Modeling Notes, Chapter 13


Atwood’s Satire Targets

  1. “Rapid change into extraordinary brutality from an apparently civilized society”
  2. A superficial and misleading focus on “family values” in oppressive societies
  3. A focus on indoctrinating the young in repressive regimes
  4. To oppress groups, oppressive leaders first dehumanize them
  5. Books and literacy were seen as threats in oppressive societies
  6. Oppression of women — e.g., requirements to be fully covered, limitations on their education
  7. Objectification of women, women = their bodies, women’s bodies are their most important asset
  8. Government through fear — brutal punishments to intimidate the population
  9. Rigid gender roles — each gender serves a specific, prescribed function in society
  10. The evils of slavery

Page 69

“But maybe boredom is erotic, when women do it, for men” –> connects to the boredom that Betty Friedan writes about in the Feminine Mystique, “the problem that has no name” –> connects to #4 –> it dehumanizes women to take away their choice to work, the waiting with nothing to do is dehumanizing

Page 69

Offred compares herself to a prize pig –> she obviously feels dehumanized and objectified

Page 70

#5 –> “I read about that in Introduction to Psychology…” –> How must Offred feel having once been an educated, literate woman, now being treated as if she can’t handle reading and writing?

Page 70

#4 –> Offred practicing the “task of reproduction” on her mat is dehumanizing and objectifying

By the way, watch this clip of Les Sylphides, which Offred references as what “she hears” as she “lift[s], tilt[s], breathe[s]”

Page 70

“But now I think that the rest also was practice. They were giving us a chance to get used to blank time” –> again, “the problem that has no name”

Page 71

“She saw me too, but she turned away, she already knew what was safe” –> #4, Gilead dehumanizes women by isolating them –> it’s not “safe” to have friends

Page 71

#4 –> dehumanization –> they can only use the bathroom a certain number of times a day, p. 72, they are given vague punishments if they have an accident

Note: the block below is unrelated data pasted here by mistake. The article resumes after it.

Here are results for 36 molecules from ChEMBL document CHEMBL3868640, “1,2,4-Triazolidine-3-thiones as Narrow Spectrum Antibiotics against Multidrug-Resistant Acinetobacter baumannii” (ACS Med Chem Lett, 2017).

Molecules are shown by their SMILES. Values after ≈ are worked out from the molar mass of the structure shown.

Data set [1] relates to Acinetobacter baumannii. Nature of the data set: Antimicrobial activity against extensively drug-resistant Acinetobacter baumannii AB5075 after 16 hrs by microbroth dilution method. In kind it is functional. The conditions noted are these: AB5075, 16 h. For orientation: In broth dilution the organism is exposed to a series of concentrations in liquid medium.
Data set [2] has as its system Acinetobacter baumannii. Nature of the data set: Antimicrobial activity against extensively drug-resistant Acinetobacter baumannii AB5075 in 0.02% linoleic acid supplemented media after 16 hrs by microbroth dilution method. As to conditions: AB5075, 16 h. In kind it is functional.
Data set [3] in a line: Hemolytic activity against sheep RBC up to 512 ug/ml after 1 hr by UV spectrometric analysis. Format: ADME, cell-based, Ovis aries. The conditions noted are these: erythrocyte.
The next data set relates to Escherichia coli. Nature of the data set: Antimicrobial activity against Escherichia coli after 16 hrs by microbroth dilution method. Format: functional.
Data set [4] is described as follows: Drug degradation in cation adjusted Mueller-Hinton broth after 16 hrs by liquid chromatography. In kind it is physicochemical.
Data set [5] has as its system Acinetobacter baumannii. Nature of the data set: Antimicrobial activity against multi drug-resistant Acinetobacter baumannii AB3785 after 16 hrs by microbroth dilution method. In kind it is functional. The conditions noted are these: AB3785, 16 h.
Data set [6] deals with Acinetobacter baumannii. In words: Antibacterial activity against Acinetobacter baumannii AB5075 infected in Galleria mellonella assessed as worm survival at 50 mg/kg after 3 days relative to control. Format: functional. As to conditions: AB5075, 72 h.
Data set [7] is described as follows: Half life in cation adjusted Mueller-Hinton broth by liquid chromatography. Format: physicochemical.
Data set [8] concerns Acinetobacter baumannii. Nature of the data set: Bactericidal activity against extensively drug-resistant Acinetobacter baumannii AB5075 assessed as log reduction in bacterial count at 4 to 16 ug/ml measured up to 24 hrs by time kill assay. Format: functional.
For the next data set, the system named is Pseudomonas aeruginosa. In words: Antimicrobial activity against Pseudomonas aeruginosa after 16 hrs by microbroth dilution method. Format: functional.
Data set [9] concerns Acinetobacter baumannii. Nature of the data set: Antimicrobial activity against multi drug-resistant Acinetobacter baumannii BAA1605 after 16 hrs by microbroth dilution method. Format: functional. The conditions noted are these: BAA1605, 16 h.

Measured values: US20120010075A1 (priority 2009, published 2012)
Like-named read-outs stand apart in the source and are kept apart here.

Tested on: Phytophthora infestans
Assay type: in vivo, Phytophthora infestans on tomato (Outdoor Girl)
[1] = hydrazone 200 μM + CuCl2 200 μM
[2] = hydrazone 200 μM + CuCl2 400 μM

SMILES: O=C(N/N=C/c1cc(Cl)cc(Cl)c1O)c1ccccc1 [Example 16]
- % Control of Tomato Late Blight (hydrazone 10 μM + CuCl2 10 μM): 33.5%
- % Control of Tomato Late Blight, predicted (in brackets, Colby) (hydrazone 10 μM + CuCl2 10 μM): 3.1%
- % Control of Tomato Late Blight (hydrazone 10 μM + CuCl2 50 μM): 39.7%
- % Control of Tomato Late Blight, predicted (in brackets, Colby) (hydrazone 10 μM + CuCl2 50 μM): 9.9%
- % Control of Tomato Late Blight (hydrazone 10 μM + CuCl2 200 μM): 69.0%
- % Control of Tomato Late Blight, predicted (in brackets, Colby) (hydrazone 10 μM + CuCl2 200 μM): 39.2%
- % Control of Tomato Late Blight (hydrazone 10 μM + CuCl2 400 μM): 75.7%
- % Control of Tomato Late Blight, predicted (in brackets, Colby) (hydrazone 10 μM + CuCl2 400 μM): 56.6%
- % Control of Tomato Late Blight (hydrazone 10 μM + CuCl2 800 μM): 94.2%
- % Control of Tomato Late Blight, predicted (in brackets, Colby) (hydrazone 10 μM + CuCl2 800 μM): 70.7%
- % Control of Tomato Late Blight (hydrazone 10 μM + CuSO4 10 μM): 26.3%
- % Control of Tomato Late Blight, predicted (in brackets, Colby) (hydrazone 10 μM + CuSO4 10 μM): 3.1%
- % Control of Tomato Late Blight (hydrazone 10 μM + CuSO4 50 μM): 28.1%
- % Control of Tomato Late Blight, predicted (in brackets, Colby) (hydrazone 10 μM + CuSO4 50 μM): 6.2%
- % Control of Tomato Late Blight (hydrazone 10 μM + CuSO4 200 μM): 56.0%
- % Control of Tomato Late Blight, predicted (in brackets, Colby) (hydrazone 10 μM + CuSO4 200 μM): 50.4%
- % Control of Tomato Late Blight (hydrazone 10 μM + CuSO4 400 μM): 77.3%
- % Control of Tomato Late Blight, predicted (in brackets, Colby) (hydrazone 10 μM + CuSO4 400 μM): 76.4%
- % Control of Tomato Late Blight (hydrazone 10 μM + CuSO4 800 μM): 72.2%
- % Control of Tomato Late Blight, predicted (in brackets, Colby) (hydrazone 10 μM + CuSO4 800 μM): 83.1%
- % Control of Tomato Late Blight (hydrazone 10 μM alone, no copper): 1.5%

`Page 72

#3 –> “For a moment, even though we knew what was being done to her, we despised her” –> we can tell the girls are being indoctrinated because Janine’s testimony makes them dislike her, “even though [they] knew what was being done to her”

Page 72

#6 –> “The mirrors have been replaced here too by oblongs of dull gray metal…” What effect does it have on a person’s identity to be forbidden to see what they look like? Especially when they are on display for others constantly?

Page 73

#3 –> “Each month I watch for blood, fearfully, for when it comes it means failure. I have failed once again to fulfill the expectations of others, which have become my own.”

Offred speaks in this passage of the careful attention she pays to her own body for signs of a baby; she is admitting to being at least somewhat brainwashed that she is not worthy unless she can reproduce

Page 74

“Every month there is a moon, gigantic, round, heavy, an omen. It transits, pauses, continues on and passes out of sight, and I see despair coming towards me like famine.”

#7 and #4 –> Offred is so used to being objectified; she objectifies her own body –> it’s apart from her; there is a divide between her internal world (her mind) and her body/physical experience, which she watches

Page 75

“Then the shots come behind us, not loud, not like firecrackers, but sharp and crisp like a dry branch snapping” –> #8; Offred does not know what has happened to her daughter and this uncertainty makes her cautious, makes her comply with Gilead’s rules, in case there’s a way of getting her daughter back; she has dreams about the various fates her daughter may have met; her daughter is always on her mind; her life is ruled by fear




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